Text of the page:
Reflection on Lk 24.13-32

Is there anyone that's heard this story in the liturgy or in a Bible study who has not wanted to eavesdrop as Jesus opened up the Scriptures for these travellers going home to Emmaus? "Beginning from Moses and from all the prophets he interpreted for them the things about him in the whole Scripture." Luke was fascinated by this idea of interpreting the Scriptural teaching about Jesus, opening up the Bible so that everyone who is open to understand can see how everything fits together and explains all that Jesus did and suffered. In Acts too he related an incident in which Philip, one of the first deacons, interprets Isaiah's words from one of the Servant Songs and shows how it applies to Jesus, his suffering, and his death.

Unfortunately Luke wasn't there, any more than we were, and so he can't give us details, chapter and verse as it were, of Jesus' interpretation. Instead he left us a tantalising puzzle to solve, how to find Jesus as the suffering Messiah in the Tanakah, the Hebrew Scriptures. People are still puzzling over this today, and some are convinced it can't be done without twisting the meaning of Moses and the prophets beyond what is right. But many many people, from Luke's community to Timothy (who learned from his mother and grandmother Eunice and Lois "the sacred writings that are able to instruct you for salvation through faith in Christ Jesus") have read the Hebrew Scriptures and found in them promises and themes which reach their fruition in Jesus.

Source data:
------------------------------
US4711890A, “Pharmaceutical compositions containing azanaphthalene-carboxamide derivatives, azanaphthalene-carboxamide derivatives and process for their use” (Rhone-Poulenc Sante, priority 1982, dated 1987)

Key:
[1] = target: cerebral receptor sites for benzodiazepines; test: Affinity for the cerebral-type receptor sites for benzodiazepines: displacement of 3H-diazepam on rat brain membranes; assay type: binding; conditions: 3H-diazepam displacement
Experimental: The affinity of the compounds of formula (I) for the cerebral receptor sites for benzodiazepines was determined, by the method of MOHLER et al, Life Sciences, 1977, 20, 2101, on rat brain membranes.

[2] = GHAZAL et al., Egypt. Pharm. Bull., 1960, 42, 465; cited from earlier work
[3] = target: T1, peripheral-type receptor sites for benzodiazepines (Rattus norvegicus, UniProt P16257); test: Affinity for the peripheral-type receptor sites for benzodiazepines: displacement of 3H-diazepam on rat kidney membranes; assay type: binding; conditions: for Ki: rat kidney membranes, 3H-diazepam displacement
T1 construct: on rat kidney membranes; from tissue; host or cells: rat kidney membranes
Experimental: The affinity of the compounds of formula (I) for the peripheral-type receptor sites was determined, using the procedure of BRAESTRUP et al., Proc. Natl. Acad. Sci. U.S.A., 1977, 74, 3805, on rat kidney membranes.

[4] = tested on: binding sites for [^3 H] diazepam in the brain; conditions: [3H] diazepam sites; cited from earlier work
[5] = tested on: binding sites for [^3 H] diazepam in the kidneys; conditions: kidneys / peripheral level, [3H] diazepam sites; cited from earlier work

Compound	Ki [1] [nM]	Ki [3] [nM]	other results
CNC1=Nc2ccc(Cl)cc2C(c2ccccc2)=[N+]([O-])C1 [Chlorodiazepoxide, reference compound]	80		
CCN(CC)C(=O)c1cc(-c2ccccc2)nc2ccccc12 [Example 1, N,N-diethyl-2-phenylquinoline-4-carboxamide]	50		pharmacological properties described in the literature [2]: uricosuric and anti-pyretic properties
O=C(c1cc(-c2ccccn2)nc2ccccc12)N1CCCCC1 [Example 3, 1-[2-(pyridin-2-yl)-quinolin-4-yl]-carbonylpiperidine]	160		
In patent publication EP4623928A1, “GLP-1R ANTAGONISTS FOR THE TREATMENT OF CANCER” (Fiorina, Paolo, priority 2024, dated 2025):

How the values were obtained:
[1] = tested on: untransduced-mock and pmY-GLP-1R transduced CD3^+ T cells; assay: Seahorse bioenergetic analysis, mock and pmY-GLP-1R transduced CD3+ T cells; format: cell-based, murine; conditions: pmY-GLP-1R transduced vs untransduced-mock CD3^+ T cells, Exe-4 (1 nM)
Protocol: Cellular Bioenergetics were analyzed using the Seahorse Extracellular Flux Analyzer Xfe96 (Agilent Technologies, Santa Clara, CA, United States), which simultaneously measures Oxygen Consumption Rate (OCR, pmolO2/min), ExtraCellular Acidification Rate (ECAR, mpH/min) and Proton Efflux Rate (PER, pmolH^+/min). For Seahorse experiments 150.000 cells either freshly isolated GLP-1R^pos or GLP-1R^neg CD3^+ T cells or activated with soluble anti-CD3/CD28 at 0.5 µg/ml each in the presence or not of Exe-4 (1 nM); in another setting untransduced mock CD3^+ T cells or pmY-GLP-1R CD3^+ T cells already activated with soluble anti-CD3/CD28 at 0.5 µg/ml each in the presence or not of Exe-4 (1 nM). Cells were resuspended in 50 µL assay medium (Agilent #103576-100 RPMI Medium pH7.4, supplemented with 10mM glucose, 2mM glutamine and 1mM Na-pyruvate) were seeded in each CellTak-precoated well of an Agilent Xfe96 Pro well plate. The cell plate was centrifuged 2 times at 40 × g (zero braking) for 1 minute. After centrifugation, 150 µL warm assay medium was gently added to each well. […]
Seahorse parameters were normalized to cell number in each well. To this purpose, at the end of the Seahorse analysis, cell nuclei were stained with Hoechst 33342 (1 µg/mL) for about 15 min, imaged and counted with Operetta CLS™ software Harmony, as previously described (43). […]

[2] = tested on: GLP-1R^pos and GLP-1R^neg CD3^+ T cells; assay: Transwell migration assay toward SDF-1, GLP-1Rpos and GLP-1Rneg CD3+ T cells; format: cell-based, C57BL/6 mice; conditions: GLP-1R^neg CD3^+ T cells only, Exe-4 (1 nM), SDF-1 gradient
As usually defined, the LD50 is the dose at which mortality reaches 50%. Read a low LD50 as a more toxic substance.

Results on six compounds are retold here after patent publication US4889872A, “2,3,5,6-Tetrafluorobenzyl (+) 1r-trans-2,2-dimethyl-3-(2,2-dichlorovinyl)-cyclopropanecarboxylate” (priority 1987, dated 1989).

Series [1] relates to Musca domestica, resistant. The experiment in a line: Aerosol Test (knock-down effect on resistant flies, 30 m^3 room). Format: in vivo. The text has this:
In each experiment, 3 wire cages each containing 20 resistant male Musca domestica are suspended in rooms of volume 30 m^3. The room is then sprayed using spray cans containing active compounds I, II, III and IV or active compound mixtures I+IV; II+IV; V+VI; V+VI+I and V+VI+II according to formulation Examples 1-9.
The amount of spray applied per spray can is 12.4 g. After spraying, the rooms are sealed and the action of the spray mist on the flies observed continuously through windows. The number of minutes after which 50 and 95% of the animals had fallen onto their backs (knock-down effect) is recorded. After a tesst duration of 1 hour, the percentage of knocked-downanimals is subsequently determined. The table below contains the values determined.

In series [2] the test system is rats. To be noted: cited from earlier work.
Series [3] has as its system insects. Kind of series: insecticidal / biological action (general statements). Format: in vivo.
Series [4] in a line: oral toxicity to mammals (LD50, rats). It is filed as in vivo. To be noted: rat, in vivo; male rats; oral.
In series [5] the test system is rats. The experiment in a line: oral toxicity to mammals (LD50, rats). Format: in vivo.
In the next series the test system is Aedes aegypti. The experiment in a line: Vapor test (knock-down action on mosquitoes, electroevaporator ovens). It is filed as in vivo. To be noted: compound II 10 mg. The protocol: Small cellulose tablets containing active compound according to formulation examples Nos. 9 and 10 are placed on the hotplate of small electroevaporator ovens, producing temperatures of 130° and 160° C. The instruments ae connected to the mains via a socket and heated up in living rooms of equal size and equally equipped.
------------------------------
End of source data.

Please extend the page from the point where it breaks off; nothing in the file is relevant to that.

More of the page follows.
This study of the Scriptures is hard. It requires learning and more than learning, it requires judgement and respect for the LORD and the LORD's first covenant. As Messiah, Jesus fulfils, he does not abolish. So we must avoid all hint of the false idea that the new covenant in Jesus supersedes or replaces the covenant the LORD made with Moses. Rather it extends and enriches the first covenant, for (as Paul says in Romans 11.29) "the gifts and the calling of God are irrevocable." But by his example, related here by Luke, Jesus called us to this study.

I truly believe that we are all called, as followers of the Messiah Jesus, to a lifetime of engagement with the Scriptures, reading and studying them throughout our lives, and making them a lamp to our feet and a light to our path, as the Psalmist says. The Risen Jesus called these two disciples to that lifetime of engagement when he first scolded them and then taught them how to go about it on the road to Emmaus. Much of the New Testament consists of engaging with the life of Jesus and its meaning through the lens of the Hebrew Scriptures, for the Christian Scriptures were only in the process of coming into being.

So we too need to follow that road to Emmaus. And we shouldn't overlook where it ends - for Jesus and Kleopas and the other, unnamed disciple, it ended at table, with bread that was taken, blessed, broken, and given, the four-fold action of the Eucharist. And in that four-fold act, the eyes of the other two were opened and they recognised Jesus. If we follow that road we too will encounter Jesus in the breaking of bread.

As I have worshipped and learned and taught at Redeemer, I have seen this Emmaus window (pictured in the Introduction) over and over - more times than I can count. And although the liturgical reform of a moveable altar means that the window is no longer directly over the Communion Table, it still overlooks it, and us as we gather for communion here. It reminds us of this story and of its importance in forming us as disciples of Jesus, the Messiah who was also the Suffering Servant.

Song: I Want Jesus to Walk with Me (Trad.)

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